Anger Is The Shield Of Fear
There is one message that I am getting from media recently – social media and so called mainstream media – and that is that there is something seriously awry with our communication right now. People are protesting all over the world, becoming violent, allegations of workplace bullying and harassment are increasing (although formal complaints remain steady the informal complaints are growing) and it feels like there are a lot of angry people around.
Recently I read that anger is the shield of fear. Meaning that when we feel afraid of something, the way that we express that is often through anger. If you think about it, showing fear makes us feel even more vulnerable and fearful, and many of us learned in school and at work that to show vulnerability is weakness and weakness is unwelcome. Or uncool.
For me, these two concepts come together to say that when we witness a lot of anger it is perhaps more indicative that there is a lot of fear.
Our human response to fear is far different to the way we respond to anger. Isn’t it?
On the news this week I watched in horror as two groups of people, obviously passionate about their beliefs, sought to lash out at each other with kicks and punches and objects being thrown. Pushing at police officers and police horses who were attempting to keep the warring factions apart.
Now I’m not saying that a hug will fix things. What I am saying is that we might benefit from thinking of other, productive and less harmful ways to express our opinions.
It is true that western countries in particular espouse and protect the right of free speech. The right to hold and express an opinion.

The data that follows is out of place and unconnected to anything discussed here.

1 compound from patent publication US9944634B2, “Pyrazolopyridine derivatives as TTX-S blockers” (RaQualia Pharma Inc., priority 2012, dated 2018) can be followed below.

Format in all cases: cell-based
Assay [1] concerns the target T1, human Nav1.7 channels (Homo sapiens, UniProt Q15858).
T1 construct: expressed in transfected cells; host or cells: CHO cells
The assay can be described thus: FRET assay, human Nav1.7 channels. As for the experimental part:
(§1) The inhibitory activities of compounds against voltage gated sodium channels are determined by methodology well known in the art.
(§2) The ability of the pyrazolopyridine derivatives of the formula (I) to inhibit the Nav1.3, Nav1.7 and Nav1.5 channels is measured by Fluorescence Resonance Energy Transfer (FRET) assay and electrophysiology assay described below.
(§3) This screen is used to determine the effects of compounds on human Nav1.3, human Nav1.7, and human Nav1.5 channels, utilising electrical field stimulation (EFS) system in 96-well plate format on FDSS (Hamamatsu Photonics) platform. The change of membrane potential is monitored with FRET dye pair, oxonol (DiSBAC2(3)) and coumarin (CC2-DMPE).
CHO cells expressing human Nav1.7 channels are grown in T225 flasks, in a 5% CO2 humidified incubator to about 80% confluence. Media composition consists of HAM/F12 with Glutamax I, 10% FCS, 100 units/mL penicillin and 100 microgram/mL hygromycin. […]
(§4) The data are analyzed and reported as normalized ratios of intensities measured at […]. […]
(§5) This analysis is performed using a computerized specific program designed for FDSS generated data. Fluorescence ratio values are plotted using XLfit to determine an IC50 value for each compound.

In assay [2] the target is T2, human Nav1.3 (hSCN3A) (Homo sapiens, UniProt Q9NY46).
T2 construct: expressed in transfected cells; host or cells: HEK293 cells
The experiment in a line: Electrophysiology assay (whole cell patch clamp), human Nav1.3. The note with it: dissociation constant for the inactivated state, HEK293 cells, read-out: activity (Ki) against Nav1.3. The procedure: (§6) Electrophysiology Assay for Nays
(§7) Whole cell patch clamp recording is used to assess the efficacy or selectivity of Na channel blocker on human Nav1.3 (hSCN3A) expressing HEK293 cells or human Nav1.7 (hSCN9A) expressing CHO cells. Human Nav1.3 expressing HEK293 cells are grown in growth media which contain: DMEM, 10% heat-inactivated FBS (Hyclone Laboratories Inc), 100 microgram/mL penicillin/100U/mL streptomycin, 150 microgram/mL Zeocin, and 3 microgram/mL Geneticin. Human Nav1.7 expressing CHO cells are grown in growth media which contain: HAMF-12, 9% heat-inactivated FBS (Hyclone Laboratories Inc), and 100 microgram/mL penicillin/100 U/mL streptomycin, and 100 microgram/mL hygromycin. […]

What is also true is that when opinions are expressed, especially on line, they are often responded to with vicious and personal attacks. I read one blog recently where the writer is seriously considering only offering an opinion on “safe” topics such as favorite book or family day out because some recent comments had received personal attacks as responses. What is happening people?
What happened to the skill of being able to express a different opinion in an agreeable way?
What happened to holding respect for another human being, even when you disagree with their view?
This is happening in schools and workplaces right now. Individuals who express an opinion receive responses that include personal attacks, derogatory and insulting comments and frequently abuse and allegations of a lack of intellect.
Wouldn’t it be great if we could return to the days of vigorous yet respectful debate and discussion?
It disappoints me when I hear someone “win” a difference of opinion by resorting to insult or aggression. Don’t get me wrong, I hold some strong opinions and am not afraid of voicing them – however I also believe in the adage that to learn one must listen. When I speak I only hear what I know, yet when I listen to someone else I may learn something new. A new perspective. It does not mean that I have to change my view or agree, yet it is an opportunity to learn.
I encourage each of you reading this to become conscious of a couple of things:
– how you behave and what you say when speaking with someone who holds a different opinion
– what you teach your team members or children in terms of how to handle different points of view
– how you feel when you engage in dialogue (online or in person) with certain people (a tip – there are some people online who I choose not to engage with because their first response at the sign of a difference is to insult others. i may attempt to gently highlight this to them and encourage them to discuss not distress)
In many cases being able to be conscious of these skills and behaviours comes from a combination of self awareness and insight (possibly gained from completing a good quality personality profiling tool) and coaching or training in the art of communication and resolving tensions.